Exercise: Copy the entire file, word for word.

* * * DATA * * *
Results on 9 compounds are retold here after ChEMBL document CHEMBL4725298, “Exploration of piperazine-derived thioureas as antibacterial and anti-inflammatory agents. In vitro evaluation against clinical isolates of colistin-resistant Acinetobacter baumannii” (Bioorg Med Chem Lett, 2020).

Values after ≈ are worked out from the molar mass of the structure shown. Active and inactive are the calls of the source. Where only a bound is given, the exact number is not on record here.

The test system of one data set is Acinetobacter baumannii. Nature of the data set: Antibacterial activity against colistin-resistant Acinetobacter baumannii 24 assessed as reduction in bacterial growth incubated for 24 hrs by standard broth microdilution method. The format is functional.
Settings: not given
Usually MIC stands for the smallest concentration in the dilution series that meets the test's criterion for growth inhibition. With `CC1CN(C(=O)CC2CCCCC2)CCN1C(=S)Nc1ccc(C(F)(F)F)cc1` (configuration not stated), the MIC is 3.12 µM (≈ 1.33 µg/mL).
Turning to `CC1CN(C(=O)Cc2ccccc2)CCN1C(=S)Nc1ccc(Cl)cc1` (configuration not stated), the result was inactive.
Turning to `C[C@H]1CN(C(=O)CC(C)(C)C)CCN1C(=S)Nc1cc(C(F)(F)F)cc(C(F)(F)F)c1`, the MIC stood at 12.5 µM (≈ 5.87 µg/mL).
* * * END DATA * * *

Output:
Results on 9 compounds are retold here after ChEMBL document CHEMBL4725298, “Exploration of piperazine-derived thioureas as antibacterial and anti-inflammatory agents. In vitro evaluation against clinical isolates of colistin-resistant Acinetobacter baumannii” (Bioorg Med Chem Lett, 2020).

Values after ≈ are worked out from the molar mass of the structure shown. Active and inactive are the calls of the source. Where only a bound is given, the exact number is not on record here.

The test system of one data set is Acinetobacter baumannii. Nature of the data set: Antibacterial activity against colistin-resistant Acinetobacter baumannii 24 assessed as reduction in bacterial growth incubated for 24 hrs by standard broth microdilution method. The format is functional.
Settings: not given
Usually MIC stands for the smallest concentration in the dilution series that meets the test's criterion for growth inhibition. With `CC1CN(C(=O)CC2CCCCC2)CCN1C(=S)Nc1ccc(C(F)(F)F)cc1` (configuration not stated), the MIC is 3.12 µM (≈ 1.33 µg/mL).
Turning to `CC1CN(C(=O)Cc2ccccc2)CCN1C(=S)Nc1ccc(Cl)cc1` (configuration not stated), the result was inactive.
Turning to `C[C@H]1CN(C(=O)CC(C)(C)C)CCN1C(=S)Nc1cc(C(F)(F)F)cc(C(F)(F)F)c1`, the MIC stood at 12.5 µM (≈ 5.87 µg/mL).